Dutch domestic investment project to close its doors after four years
A project designed to encourage Dutch pension funds and insurers to invest in domestic assets is to close after demand for funding fell.
The Dutch Investment Institution (NLII) was founded in 2014 as a response to the financial crisis, tasked with structuring local investments for institutional investors. It announced today it would cease its activities following improved market conditions.
The funds have attracted €1.2bn of commitments from Dutch asset owners, but only €360m has been actually invested.
The organisation said that a recent survey had made it clear that many projects could be properly financed by the market without the NLII’s support.
It also found that institutional players often invested directly in large projects, whereas others turned out to be too small for institutional financing, even after being bundled together through the NLII’s funds.
“As a consequence, we no longer see any additional investment issues in which we could play a role,” the organisation said in a statement.
The NLII said it would transfer its expertise on issues such as financing climate investments to its shareholders and partners, which include the large Dutch pension funds ABP, PFZW, PMT and PME as well as pension providers MN and Achmea, and insurers Aegon, ASR and Vivat.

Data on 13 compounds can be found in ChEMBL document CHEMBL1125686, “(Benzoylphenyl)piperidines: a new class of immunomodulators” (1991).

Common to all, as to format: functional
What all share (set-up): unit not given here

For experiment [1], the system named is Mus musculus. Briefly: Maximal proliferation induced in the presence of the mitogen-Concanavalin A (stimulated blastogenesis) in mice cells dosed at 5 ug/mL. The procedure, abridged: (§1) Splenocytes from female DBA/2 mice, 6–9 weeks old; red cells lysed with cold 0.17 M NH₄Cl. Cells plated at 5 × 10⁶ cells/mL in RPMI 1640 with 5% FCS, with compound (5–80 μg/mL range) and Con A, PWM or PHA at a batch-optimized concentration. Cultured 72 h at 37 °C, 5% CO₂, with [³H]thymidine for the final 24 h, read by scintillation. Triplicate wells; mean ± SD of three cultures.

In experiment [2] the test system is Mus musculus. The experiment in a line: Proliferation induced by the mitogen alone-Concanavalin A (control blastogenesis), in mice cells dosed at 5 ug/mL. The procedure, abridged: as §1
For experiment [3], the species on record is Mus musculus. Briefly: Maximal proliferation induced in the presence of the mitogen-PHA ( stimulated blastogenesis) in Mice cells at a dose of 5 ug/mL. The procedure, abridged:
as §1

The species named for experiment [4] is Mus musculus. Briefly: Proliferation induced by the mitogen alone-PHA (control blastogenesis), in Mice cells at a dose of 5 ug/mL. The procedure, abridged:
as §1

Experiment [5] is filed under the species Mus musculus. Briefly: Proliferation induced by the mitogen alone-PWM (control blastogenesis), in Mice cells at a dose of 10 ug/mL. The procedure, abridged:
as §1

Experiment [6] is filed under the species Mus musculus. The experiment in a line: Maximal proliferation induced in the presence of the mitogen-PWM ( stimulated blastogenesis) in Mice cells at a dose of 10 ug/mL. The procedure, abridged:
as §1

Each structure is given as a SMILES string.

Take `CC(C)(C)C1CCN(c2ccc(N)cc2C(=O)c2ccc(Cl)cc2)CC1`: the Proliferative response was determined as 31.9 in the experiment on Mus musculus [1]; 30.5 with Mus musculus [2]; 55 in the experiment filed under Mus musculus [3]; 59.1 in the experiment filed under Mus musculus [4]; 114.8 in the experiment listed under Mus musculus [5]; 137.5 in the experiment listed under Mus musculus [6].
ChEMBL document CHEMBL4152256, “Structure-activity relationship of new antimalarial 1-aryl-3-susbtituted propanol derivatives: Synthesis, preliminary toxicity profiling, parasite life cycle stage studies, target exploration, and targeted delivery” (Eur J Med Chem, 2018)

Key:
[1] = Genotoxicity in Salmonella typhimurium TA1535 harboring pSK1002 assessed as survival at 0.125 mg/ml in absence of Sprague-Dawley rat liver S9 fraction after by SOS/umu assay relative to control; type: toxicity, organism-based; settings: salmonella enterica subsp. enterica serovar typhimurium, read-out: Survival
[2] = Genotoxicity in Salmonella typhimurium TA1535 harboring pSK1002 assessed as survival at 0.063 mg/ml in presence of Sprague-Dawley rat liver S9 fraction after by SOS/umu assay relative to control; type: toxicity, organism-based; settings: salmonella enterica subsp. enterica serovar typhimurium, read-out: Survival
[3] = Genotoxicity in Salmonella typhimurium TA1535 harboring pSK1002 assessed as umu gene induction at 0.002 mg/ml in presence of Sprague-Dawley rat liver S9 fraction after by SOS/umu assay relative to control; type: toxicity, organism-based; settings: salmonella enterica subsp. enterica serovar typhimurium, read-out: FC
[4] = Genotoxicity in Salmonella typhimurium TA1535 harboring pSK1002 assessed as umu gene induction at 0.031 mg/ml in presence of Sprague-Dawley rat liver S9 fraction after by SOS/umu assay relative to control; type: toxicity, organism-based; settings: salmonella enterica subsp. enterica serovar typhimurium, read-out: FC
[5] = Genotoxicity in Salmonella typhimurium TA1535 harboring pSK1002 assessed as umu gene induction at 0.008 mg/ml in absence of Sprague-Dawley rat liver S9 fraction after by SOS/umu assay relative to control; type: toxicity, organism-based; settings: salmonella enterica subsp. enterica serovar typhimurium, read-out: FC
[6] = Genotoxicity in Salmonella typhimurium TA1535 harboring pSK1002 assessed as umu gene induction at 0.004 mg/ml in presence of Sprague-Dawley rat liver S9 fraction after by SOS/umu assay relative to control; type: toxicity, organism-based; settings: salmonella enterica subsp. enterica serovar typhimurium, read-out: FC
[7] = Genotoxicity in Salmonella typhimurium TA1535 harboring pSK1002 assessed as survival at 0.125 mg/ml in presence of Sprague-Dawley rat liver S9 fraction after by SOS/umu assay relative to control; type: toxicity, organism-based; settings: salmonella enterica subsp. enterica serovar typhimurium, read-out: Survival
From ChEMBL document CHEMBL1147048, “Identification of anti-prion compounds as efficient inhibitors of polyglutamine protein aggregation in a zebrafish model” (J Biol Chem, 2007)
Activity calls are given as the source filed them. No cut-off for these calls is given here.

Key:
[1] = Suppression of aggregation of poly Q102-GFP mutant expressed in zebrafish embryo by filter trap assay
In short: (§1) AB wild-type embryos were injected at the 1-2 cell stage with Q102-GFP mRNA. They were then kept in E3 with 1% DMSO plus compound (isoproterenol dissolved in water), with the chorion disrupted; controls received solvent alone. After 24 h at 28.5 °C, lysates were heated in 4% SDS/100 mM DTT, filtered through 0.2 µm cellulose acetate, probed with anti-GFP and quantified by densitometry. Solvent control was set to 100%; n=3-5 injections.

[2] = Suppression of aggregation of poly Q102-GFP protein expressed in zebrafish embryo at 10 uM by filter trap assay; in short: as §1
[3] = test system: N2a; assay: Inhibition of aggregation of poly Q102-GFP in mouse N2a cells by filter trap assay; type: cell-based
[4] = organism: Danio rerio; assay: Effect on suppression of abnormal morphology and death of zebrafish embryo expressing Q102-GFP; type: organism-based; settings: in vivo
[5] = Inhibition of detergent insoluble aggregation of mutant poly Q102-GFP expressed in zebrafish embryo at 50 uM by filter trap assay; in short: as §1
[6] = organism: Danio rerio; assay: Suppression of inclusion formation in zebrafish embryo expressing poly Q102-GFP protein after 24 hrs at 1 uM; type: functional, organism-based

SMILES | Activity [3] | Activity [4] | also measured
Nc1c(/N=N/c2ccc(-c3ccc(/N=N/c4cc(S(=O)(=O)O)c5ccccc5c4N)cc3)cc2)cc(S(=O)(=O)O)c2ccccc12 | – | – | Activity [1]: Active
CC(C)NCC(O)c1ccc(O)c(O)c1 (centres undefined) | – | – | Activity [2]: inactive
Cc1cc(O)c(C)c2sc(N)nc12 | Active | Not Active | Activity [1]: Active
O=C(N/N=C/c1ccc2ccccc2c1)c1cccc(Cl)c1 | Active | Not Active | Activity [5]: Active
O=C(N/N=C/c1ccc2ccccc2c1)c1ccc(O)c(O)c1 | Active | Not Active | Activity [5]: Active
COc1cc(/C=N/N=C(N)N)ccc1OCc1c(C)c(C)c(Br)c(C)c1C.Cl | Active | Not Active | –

Loek Sibbing, the NLII’s director, said he was convinced that these players would continue the organisation’s mission and that local institutional investments would continue to increase.
Since 2014, the NLII set up investment funds for corporate loans, subordinated loans and care homes, run by asset managers. During the past four years, the organisation had looked into more than 200 public and private financing issues.
At the NLII’s inception, the expectation was that institutional investors would invest €3bn through the organisation, in particular in loans to small and medium-sized companies as well as projects for sustainability and energy transition as the Netherlands sought to recover from the economic recession it suffered in 2008-09.
Speaking to Dutch financial newspaper FD, Sibbing said that the lack of suitable projects had been “the greatest disappointment”.
He said financing usually involved uneconomic or too small projects, such as a thermal grid in the Port of Rotterdam area, which would cost €600m while returns were estimated at €400m.
Sibbing added that the NLII had been keen to invest in the local power grid and in airports – currently owned by the Dutch state – but that Dutch investors weren’t welcome in those sectors.
The NLII director also said that planned investments to increase the sustainability of schools turned out to be not attractive, as arrangements had to be made with individual schools.
Currently, Dutch pensions funds have invested 12% of their combined assets of €1.3trn locally, while insurers have invested 40% of their assets in the Netherlands.